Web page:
Abstract: Rapid population growth and development in cities across the globe have fueled an inescapable urban burden: traffic congestion. Congestion causes huge economic losses and increased vehicle emissions, which contribute to poor air quality. Over the past several decades traffic engineers have tried various strategies to reduce congestion, ranging from increasing roadway capacity to transportation demand management programs. An alternative travel demand management approach that has garnered less attention is the use of positive incentive programs— rewarding desirable behavior rather than penalizing undesirable behavior—to reduce congestion. Researchers at the University of Southern California developed a real-time, distributed algorithm for offering personalized incentives to individual drivers to make socially optimal routing decisions. The methodology relies on online and historical traffic data as well as individual preferences and routing options from drivers’ origins and destinations to estimate both the traffic condition and the drivers’ responses to the provided incentives. This policy brief summarizes the findings from that research and provides policy implications. View the NCST Project Webpage
    Keywords: Engineering, Social and Behavioral Sciences, Algorithms, Congestion management systems, Incentives, Optimization, Pollutants, Routes and routing, Smartphones, Traffic congestio
    Date: 2021–07–01
  28. By: MONOSTORI Judit
    Abstract: This report describes the experiences of Hungarian public education in the 2020/21 academic year, during the COVID-19 epidemic. We focus primarily on describing the teaching practices, the teaching methods used that arose during the school closures period. In secondary schools, this meant two-thirds of the school year, while in primary schools it meant a much shorter period. The report is based on a qulitative study of teachers, school principals, students, parents and a representative of a trade union of teachers and a central organization dealing with education policy (n=22). The main finding of the study is that remote education has highlighted a number of problems that the Hungarian education system has been struggling with for a long time. At the same time, some schools and teachers experienced the situation as a challenge resulting in a number of good teacher practices. In schools, on the other hand, where the proportion of disadvantaged students was high, the problems worsened despite teacher effort. The study also deals with the question of what lessons this period provided for Hungarian public education.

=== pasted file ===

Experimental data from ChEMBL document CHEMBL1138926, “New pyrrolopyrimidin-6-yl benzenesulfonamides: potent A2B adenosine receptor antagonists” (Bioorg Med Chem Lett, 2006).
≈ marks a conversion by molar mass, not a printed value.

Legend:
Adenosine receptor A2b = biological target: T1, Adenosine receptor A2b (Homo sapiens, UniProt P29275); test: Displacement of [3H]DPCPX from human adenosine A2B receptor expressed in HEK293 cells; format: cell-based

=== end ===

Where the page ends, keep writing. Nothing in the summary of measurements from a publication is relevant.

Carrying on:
Keywords: Covid-19 education, primary education, secondary education, special education, inclusive education, digital education, hybrid education
    Date: 2021–06
  29. By: Cerqua, Augusto; Zampollo, Federico
    Abstract: We investigate the influence of anti-immigrant parties on foreigners' location choices in Italy. Considering municipal elections from 2000 to 2018, we create a database that includes a scientific-based classification on the anti-/pro-immigration axis of all Italian political parties based on experts' opinions. Via the adoption of a regression discontinuity design, we find that the election of a mayor supported by an anti-immigrant coalition significantly affect immigrants' location choices only when considering the most recent years. This finding does not appear to be driven by the enactment of policies against immigrants but by an 'inhospitality effect', which got stronger over time due to the exacerbation of political propaganda at the national and local level.
    Keywords: immigration,political parties,regression discontinuity design
    JEL: D72 J61 C13
    Date: 2021
  30. By: Rodríguez‐pose, Andrés; Griffiths, Jamie